Neighbours who spent three months building rockery forced to remove it

Neighbours who spent three months building a rockery outside their flats are forced to remove it by council over health and safety fears

  • Neighbours at block of flats in Bournemouth created rockery during lockdown  
  • Display included low-level walls, plant pots, a flower border and a shingle bank 
  • The council ordered to demolish it due to worries over loose stones and rocks
  • John Supron, who helped build rockery, said it was ‘health and safety gone mad’

Neighbours who spent three months building a rockery outside their flats have been forced to remove it by the council over health and safety fears. 

Town Hall bureaucrats feared tenants could trip over some of the rocks and slabs that formed part of the display built into a grassy bank.

Occupants in the council-run block of flats in Westbourne, Bournemouth, Dorset, created the rockery during lockdown.

Those who took part in the project included a former builder and retired landscape gardener.

Neighbours John Supron and Neil Logan pictured in front of the bare earth after they ordered by Bournemouth Christchurch and Poole (BCP) Council to remove the rockery

They wanted to smarten up the grounds at the front of the sheltered accommodation which had been covered by overgrown bushes and brambles.

The display included low-level walls made from stone, plant pots filled with conifer bushes and palms, a flower border and a shingle bank.

But after finishing the project they received a visit from an official from Bournemouth Christchurch and Poole (BCP) Council and were told they should have sought permission before undertaking the work.

The group were then ordered to demolish it due to worries over loose stones and slabs.

John Supron, who helped build the rockery, accused the council of ‘health and safety gone mad’.

The 71-year-old retired construction worker said all the materials used had been donated by a nearby builders yard.

Mr Supron said: ‘That part of the grounds was in a right state before we out the rockery in.

‘We had overgrown bushes which were full of nettles. There were overgrown weeds and they were all taken down and we put rockeries there with plants, we made it look really nice.

‘The rockery was mainly done by one of my neighbours who is a former landscape gardener so it was all done to a high standard.

‘We made it look nice and as soon as it was done the council came down and said they were going to take away the materials used.

The rockery created by the flats’ occupants before it had to be removed. They wanted to smarten up the grounds at the front of the sheltered accommodation

‘So we removed the display in order to keep the materials which are now in a big pile on the grounds.

‘It took us about three months to build and we took it apart in a day. The council were saying we should have got permission to do this for health and safety purposes.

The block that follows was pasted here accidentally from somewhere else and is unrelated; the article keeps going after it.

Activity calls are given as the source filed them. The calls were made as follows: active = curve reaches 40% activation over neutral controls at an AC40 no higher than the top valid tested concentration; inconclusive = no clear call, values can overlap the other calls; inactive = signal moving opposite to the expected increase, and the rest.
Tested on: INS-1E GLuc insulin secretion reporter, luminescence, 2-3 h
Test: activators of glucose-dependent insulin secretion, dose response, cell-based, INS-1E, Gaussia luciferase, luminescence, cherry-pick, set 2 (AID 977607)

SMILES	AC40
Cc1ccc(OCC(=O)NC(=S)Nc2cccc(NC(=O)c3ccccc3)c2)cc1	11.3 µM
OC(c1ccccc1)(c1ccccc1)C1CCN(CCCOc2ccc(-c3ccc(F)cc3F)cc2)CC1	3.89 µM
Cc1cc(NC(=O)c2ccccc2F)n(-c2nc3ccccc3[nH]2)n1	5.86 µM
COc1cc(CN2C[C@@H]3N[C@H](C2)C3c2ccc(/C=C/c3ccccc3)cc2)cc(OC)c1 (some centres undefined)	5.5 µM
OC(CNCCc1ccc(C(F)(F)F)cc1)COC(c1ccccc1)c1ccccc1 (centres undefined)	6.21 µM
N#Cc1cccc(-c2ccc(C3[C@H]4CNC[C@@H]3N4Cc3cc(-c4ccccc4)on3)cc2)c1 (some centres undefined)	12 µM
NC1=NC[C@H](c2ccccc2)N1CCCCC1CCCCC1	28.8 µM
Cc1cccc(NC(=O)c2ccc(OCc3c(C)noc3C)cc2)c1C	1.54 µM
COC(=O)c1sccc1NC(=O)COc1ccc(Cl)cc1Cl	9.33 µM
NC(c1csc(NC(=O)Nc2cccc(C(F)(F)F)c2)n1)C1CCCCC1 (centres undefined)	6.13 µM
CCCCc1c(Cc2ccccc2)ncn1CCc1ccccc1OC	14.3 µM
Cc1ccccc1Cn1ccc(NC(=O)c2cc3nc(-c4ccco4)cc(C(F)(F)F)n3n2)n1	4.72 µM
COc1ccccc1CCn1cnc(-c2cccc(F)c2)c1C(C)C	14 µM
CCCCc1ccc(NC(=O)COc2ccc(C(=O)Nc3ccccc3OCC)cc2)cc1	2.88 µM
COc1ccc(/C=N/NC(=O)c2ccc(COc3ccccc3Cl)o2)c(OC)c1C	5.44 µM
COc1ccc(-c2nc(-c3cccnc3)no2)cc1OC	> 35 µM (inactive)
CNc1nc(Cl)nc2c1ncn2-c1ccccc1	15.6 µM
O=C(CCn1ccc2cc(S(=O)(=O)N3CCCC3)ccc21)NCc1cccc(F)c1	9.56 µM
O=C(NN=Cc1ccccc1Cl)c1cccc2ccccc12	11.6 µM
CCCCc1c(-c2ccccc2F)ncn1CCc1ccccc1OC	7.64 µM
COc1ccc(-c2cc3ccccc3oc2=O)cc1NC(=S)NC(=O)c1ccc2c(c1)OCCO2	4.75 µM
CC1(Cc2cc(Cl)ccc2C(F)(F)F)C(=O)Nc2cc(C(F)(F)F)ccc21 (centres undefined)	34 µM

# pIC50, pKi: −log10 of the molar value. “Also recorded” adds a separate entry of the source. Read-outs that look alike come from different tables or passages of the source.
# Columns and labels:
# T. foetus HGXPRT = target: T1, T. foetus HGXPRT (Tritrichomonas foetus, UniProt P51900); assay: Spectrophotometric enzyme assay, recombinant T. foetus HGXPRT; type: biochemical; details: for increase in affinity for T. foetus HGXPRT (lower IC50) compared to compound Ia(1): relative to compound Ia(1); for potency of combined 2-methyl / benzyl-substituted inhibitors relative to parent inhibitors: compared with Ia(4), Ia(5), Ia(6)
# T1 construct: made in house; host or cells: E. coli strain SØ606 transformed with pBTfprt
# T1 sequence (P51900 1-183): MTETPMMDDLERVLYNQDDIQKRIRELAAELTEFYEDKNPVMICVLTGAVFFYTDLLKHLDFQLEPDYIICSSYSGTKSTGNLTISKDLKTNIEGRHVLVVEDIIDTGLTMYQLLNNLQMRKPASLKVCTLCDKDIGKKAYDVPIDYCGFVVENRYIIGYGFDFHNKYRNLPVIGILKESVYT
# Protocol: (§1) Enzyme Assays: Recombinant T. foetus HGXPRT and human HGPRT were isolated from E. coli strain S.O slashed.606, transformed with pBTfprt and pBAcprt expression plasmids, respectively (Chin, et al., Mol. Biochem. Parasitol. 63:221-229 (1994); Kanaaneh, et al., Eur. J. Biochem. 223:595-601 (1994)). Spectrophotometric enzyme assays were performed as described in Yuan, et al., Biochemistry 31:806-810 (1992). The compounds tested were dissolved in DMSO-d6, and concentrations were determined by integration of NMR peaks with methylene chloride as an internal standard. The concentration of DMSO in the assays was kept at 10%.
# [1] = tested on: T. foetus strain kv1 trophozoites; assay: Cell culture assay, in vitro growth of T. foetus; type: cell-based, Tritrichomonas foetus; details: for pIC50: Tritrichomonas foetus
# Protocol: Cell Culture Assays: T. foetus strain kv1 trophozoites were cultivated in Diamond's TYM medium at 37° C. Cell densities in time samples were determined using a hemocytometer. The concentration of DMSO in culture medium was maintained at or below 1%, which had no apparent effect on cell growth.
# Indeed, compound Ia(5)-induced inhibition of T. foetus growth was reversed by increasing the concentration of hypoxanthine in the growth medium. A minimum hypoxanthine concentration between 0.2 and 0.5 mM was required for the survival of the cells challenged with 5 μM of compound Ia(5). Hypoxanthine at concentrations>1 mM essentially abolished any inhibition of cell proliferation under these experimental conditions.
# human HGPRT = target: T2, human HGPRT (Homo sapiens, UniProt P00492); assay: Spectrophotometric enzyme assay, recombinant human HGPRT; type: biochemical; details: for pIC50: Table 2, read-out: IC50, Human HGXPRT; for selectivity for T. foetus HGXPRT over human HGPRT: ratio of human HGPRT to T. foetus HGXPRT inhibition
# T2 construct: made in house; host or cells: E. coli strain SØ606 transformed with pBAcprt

‘The council said that someone walking on the grass above it could slip and hurt themselves even though nobody walks along there anyway.

‘It’s health and safety gone mad.’

Mr Surpon also accused the Council of double standards, saying: ‘We also bought a lawnmower to look after the grass out the front and put up and painted a new fence.

‘The council talk about the rockery having to go for health and safety reasons but they are still happy for us to do those more grubby jobs.

‘There are double standards from them. Literally right across the road is where they pile up tarmac for roadworks.

‘The pile has no cover and eventually it’s going to turn all of our windows black. They are concerned about health and safety but only when it suits them.’

The area pictured after the rockery was removed. The council feared tenants could trip over some of the loose rocks and slabs that formed part of the display built into the grassy bank

The council encourages residents in the sheltered housing to become involved in ‘communal gardening’.

But BCP Council said they had no choice to ask for the rockery to be removed as it did not have permission.

A spokesman said: ‘We are passionate about our communities and we are always pleased to see residents take an interest in helping look after communal gardens.

‘It shows that they take pride in where they live and improves the appearance of the area.

‘However, a significant amount of work has been carried out at Ivy House and whilst some of it does look nice, it has been undertaken without our permission.

‘The council is responsible for maintaining the communal gardens and there are loose stones and slabs which now raise concerns about safety and ease of maintenance.

‘We are happy to meet with residents to agree on what appropriate steps we can take to improve the area.’

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